I did a story for Autograph Magazine over a decade ago, about people that got autographs on their body and then had them tattooed. That lead to somebody sending a letter to the editor, showing their entire back tattooed by the Chicago Bears, with his shaved head having the Bears logo tattooed on it. Yes, fans can be hardcore.
Yet this story takes the tattooing of a name or initials...a bit too far. A surgeon in Birmingham, England named Simon Bramhall, has plead guilty to marking his initials on the livers of two patients he performed transplant surgery on. I know. I’m as confused about it all as you are. I mean...it’s one thing to have an artist sign or initial a painting or sculpture they created. But unless you’re planning on having Hannibal Lecter take a liver from you...who is even going to see it? Well, somebody did, and that’s how he was caught.
The 53-year-old doctor is a liver, spleen, and pancreas surgeon...and I’m sure he’s one of the best in his field. Yet I’m sure the patient would’ve been just as happy with the doctors name or initials on the medical report. Instead, the surgeon used an argon laser beam, which is usually used to stop livers bleeding during operations and to highlight the area that will be worked on. The doctor figured...well heck, I’m already in here, why not let others know who did this fine work. Supposedly, the marks left by the laser won’t impair the organ’s function, although I’d be worried about scar tissue. It seems any part of the surgery that is unnecessary isn’t good.
Now, you might be asking yourself how this was discovered. Perhaps a nurse that was also complaining of sexual harassment that saw him do this? Nope. It was a follow-up surgery on one of Bramhall’s patients. Another doctor spotted the “SB” on an organ, and probably assumed it didn’t stand for “Super Bowl.” Although if he were standing on the other side of the patient, he would’ve seen a big “BS.”
Bramhall resigned, and didn’t say much. Joyce Robins of Patient Concern, said “This is a patient we are talking about, not an autograph book.”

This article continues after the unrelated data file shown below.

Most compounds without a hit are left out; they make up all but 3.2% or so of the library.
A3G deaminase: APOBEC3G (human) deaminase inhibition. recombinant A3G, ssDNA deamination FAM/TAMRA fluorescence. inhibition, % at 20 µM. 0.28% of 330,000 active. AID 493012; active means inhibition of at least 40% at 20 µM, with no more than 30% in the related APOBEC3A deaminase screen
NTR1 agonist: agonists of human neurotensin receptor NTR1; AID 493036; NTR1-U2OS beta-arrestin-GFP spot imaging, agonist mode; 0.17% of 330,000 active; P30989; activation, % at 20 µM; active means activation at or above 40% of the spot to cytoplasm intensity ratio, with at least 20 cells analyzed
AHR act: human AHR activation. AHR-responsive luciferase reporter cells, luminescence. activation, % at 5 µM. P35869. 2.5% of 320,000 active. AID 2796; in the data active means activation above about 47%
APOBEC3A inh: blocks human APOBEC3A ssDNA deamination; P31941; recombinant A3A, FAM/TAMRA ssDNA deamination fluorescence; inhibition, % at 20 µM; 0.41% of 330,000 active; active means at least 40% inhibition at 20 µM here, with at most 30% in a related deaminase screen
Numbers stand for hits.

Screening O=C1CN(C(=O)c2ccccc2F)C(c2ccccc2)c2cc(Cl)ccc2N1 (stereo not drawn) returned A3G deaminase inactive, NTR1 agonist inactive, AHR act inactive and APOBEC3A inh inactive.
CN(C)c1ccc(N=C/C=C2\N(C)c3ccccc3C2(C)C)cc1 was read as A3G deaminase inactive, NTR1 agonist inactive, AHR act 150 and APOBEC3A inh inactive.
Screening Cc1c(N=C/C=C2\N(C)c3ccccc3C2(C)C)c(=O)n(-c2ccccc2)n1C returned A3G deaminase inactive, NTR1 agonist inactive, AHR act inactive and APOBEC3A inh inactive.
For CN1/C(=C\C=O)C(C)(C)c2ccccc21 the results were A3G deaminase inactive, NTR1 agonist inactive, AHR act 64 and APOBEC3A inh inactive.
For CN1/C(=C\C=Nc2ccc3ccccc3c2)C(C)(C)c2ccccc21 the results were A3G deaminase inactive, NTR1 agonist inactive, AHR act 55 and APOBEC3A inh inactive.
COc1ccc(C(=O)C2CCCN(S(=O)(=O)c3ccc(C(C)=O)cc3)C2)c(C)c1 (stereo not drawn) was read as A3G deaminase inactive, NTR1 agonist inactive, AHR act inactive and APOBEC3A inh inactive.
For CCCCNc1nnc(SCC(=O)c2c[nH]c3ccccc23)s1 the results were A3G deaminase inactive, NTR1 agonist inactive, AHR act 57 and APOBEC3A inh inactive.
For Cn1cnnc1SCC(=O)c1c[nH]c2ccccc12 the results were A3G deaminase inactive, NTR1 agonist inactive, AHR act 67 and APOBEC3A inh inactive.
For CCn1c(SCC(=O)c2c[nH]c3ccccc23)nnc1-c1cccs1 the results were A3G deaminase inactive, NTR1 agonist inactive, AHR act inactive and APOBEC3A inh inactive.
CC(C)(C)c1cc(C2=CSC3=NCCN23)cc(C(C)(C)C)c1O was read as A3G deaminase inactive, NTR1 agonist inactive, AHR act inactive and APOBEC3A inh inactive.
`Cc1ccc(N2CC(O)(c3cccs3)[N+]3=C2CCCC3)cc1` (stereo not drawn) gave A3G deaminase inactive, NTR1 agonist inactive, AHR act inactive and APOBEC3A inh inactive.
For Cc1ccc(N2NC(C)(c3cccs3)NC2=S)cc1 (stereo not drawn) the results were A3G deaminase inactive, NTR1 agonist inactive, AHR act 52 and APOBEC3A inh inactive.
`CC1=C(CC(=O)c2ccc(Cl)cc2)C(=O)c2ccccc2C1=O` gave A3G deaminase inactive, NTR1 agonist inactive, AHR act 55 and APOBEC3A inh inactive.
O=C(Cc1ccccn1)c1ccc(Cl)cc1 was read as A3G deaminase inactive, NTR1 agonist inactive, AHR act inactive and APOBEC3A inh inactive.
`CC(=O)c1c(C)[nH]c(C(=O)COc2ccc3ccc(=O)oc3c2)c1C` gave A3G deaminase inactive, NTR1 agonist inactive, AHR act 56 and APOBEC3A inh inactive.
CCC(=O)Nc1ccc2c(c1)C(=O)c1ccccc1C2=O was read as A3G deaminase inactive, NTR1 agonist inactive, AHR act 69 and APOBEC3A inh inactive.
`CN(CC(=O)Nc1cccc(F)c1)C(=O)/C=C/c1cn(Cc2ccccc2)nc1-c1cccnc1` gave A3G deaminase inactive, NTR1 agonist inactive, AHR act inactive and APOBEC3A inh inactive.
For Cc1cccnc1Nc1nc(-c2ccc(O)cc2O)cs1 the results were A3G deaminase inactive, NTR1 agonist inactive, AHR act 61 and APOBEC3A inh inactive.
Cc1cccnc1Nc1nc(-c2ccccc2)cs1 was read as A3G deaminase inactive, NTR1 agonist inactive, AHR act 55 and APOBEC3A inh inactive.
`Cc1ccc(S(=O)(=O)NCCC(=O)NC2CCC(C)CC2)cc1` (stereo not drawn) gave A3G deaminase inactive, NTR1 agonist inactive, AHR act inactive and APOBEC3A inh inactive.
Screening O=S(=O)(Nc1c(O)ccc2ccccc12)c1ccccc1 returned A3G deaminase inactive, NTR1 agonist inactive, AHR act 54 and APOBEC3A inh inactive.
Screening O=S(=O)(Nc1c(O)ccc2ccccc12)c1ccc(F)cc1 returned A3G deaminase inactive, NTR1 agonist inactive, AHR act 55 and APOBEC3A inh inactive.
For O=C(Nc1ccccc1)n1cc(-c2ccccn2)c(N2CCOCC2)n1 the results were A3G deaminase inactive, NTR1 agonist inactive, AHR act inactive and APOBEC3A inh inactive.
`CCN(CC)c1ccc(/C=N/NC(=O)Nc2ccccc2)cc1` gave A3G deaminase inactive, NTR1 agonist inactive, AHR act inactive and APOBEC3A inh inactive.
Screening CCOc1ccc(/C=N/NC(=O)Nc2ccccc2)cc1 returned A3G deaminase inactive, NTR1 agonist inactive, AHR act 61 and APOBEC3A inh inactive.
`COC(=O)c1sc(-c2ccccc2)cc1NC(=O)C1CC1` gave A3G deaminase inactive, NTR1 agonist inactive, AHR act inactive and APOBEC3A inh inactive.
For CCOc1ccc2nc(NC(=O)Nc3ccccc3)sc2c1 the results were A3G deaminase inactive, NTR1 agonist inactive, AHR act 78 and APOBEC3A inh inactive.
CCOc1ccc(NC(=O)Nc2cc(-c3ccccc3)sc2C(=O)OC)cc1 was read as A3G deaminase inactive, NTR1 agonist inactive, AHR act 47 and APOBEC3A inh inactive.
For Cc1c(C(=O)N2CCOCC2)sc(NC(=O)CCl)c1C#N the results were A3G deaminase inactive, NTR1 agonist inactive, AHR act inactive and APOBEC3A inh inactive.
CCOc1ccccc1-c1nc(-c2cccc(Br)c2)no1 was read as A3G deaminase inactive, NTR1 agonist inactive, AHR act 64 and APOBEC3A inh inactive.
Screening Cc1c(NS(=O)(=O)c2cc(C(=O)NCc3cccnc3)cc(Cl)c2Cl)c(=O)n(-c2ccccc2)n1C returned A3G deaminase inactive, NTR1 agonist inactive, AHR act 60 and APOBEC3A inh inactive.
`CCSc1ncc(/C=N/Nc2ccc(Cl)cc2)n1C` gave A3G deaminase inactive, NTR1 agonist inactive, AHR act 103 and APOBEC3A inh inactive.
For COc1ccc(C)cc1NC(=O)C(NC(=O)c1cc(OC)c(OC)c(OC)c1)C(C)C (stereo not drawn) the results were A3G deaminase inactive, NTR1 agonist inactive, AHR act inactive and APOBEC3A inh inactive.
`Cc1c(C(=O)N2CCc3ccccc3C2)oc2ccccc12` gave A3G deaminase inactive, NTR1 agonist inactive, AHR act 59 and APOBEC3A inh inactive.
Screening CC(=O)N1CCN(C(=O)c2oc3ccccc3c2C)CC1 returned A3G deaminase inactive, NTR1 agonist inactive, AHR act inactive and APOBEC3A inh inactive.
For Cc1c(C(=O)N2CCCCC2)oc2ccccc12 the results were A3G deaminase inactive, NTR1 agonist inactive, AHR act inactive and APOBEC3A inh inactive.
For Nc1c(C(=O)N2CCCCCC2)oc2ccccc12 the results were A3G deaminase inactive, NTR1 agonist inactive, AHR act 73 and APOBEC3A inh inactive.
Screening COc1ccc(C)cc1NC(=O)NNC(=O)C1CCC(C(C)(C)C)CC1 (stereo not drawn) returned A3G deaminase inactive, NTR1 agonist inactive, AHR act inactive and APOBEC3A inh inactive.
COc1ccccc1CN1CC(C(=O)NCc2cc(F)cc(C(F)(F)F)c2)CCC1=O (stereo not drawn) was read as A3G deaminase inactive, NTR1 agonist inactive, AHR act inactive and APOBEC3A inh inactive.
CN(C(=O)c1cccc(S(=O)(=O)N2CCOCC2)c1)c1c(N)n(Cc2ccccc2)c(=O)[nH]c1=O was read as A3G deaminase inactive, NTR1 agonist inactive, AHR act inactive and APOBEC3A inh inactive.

The prosecutor told the court it was a “highly unusual and complex case….without legal precedent in criminal law. It was not just ethically wrong but criminally wrong. They reflect the fact that Dr. Bramhall’s initialling on a patient’s liver was not an isolated incident but rather a repeated actor on two occasions, requiring some skill and concentration. It was done in the presence of colleagues. It was an intentional application of unlawful force to a patient whilst anaesthetised.”
Former patient Tracy Scriven said she thinks the surgeon should be reinstated because, “Even if he did put his initials on a transplanted liver, is it really that bad? I wouldn’t have cared if he did it to me. The man saved my life.”
What I would explain to Scriven is that a stat once stated that 1 in 100 patients put to sleep during surgery never wake up. So keeping somebody under longer than they needed to be...or keeping doctors and nurses busy while you do that...who could clearly be doing other things...is more than enough to sink this guy.
Bramhall had made the news previously, when in 2010, he successfully performed transplant surgery using a liver that had been salvaged from a plane that crashed in fog at Birmingham airport.